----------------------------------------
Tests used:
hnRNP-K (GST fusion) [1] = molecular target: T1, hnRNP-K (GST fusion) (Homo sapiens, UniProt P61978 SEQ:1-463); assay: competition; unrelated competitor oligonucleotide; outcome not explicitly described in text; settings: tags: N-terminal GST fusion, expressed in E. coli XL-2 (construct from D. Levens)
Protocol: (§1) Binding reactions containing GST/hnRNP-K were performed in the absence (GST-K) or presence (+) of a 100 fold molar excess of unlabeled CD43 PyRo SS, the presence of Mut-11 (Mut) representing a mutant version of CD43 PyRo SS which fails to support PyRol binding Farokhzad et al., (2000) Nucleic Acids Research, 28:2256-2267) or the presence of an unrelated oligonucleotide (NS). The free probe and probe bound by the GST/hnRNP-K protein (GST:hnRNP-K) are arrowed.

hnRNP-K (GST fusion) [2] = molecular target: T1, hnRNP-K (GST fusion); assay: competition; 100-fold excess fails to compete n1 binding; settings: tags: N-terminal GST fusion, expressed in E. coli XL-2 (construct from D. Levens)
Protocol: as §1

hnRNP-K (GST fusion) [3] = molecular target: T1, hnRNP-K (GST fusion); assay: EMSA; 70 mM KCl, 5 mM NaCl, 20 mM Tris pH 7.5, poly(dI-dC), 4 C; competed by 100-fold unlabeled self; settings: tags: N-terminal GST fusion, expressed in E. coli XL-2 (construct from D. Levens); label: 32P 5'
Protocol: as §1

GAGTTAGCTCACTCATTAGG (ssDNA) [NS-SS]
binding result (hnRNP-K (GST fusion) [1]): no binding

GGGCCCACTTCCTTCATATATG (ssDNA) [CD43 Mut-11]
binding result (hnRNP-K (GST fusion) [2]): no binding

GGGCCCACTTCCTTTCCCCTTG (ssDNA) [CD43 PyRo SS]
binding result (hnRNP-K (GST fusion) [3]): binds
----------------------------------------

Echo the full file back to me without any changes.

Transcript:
Tests used:
hnRNP-K (GST fusion) [1] = molecular target: T1, hnRNP-K (GST fusion) (Homo sapiens, UniProt P61978 SEQ:1-463); assay: competition; unrelated competitor oligonucleotide; outcome not explicitly described in text; settings: tags: N-terminal GST fusion, expressed in E. coli XL-2 (construct from D. Levens)
Protocol: (§1) Binding reactions containing GST/hnRNP-K were performed in the absence (GST-K) or presence (+) of a 100 fold molar excess of unlabeled CD43 PyRo SS, the presence of Mut-11 (Mut) representing a mutant version of CD43 PyRo SS which fails to support PyRol binding Farokhzad et al., (2000) Nucleic Acids Research, 28:2256-2267) or the presence of an unrelated oligonucleotide (NS). The free probe and probe bound by the GST/hnRNP-K protein (GST:hnRNP-K) are arrowed.

hnRNP-K (GST fusion) [2] = molecular target: T1, hnRNP-K (GST fusion); assay: competition; 100-fold excess fails to compete n1 binding; settings: tags: N-terminal GST fusion, expressed in E. coli XL-2 (construct from D. Levens)
Protocol: as §1

hnRNP-K (GST fusion) [3] = molecular target: T1, hnRNP-K (GST fusion); assay: EMSA; 70 mM KCl, 5 mM NaCl, 20 mM Tris pH 7.5, poly(dI-dC), 4 C; competed by 100-fold unlabeled self; settings: tags: N-terminal GST fusion, expressed in E. coli XL-2 (construct from D. Levens); label: 32P 5'
Protocol: as §1

GAGTTAGCTCACTCATTAGG (ssDNA) [NS-SS]
binding result (hnRNP-K (GST fusion) [1]): no binding

GGGCCCACTTCCTTCATATATG (ssDNA) [CD43 Mut-11]
binding result (hnRNP-K (GST fusion) [2]): no binding

GGGCCCACTTCCTTTCCCCTTG (ssDNA) [CD43 PyRo SS]
binding result (hnRNP-K (GST fusion) [3]): binds